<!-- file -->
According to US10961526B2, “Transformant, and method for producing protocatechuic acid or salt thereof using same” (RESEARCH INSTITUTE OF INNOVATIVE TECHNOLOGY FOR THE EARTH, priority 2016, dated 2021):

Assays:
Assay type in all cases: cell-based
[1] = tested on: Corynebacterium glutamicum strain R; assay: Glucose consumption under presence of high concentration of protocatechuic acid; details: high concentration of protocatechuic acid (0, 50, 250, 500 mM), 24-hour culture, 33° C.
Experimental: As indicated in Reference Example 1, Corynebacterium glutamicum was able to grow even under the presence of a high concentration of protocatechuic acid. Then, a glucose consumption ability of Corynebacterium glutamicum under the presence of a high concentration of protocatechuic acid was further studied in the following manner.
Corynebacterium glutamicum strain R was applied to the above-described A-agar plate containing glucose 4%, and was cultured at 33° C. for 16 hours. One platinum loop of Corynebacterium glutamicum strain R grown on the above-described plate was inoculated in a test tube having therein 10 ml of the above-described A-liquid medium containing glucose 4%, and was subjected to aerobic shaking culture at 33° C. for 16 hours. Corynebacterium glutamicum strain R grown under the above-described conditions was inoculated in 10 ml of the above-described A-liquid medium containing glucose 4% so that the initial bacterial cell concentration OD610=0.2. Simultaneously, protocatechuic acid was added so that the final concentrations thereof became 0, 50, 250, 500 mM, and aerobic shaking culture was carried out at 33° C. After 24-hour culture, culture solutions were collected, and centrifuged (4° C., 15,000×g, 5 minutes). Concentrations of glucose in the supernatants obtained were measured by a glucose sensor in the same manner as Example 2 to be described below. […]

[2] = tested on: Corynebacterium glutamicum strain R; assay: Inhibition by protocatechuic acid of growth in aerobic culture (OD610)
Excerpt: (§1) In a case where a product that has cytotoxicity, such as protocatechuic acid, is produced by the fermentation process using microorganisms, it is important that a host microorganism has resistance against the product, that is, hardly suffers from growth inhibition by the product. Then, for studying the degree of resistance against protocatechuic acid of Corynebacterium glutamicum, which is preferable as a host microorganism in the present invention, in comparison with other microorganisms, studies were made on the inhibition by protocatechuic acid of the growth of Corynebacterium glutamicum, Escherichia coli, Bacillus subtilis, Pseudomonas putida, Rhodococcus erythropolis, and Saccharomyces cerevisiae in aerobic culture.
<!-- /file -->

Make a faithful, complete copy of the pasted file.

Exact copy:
According to US10961526B2, “Transformant, and method for producing protocatechuic acid or salt thereof using same” (RESEARCH INSTITUTE OF INNOVATIVE TECHNOLOGY FOR THE EARTH, priority 2016, dated 2021):

Assays:
Assay type in all cases: cell-based
[1] = tested on: Corynebacterium glutamicum strain R; assay: Glucose consumption under presence of high concentration of protocatechuic acid; details: high concentration of protocatechuic acid (0, 50, 250, 500 mM), 24-hour culture, 33° C.
Experimental: As indicated in Reference Example 1, Corynebacterium glutamicum was able to grow even under the presence of a high concentration of protocatechuic acid. Then, a glucose consumption ability of Corynebacterium glutamicum under the presence of a high concentration of protocatechuic acid was further studied in the following manner.
Corynebacterium glutamicum strain R was applied to the above-described A-agar plate containing glucose 4%, and was cultured at 33° C. for 16 hours. One platinum loop of Corynebacterium glutamicum strain R grown on the above-described plate was inoculated in a test tube having therein 10 ml of the above-described A-liquid medium containing glucose 4%, and was subjected to aerobic shaking culture at 33° C. for 16 hours. Corynebacterium glutamicum strain R grown under the above-described conditions was inoculated in 10 ml of the above-described A-liquid medium containing glucose 4% so that the initial bacterial cell concentration OD610=0.2. Simultaneously, protocatechuic acid was added so that the final concentrations thereof became 0, 50, 250, 500 mM, and aerobic shaking culture was carried out at 33° C. After 24-hour culture, culture solutions were collected, and centrifuged (4° C., 15,000×g, 5 minutes). Concentrations of glucose in the supernatants obtained were measured by a glucose sensor in the same manner as Example 2 to be described below. […]

[2] = tested on: Corynebacterium glutamicum strain R; assay: Inhibition by protocatechuic acid of growth in aerobic culture (OD610)
Excerpt: (§1) In a case where a product that has cytotoxicity, such as protocatechuic acid, is produced by the fermentation process using microorganisms, it is important that a host microorganism has resistance against the product, that is, hardly suffers from growth inhibition by the product. Then, for studying the degree of resistance against protocatechuic acid of Corynebacterium glutamicum, which is preferable as a host microorganism in the present invention, in comparison with other microorganisms, studies were made on the inhibition by protocatechuic acid of the growth of Corynebacterium glutamicum, Escherichia coli, Bacillus subtilis, Pseudomonas putida, Rhodococcus erythropolis, and Saccharomyces cerevisiae in aerobic culture.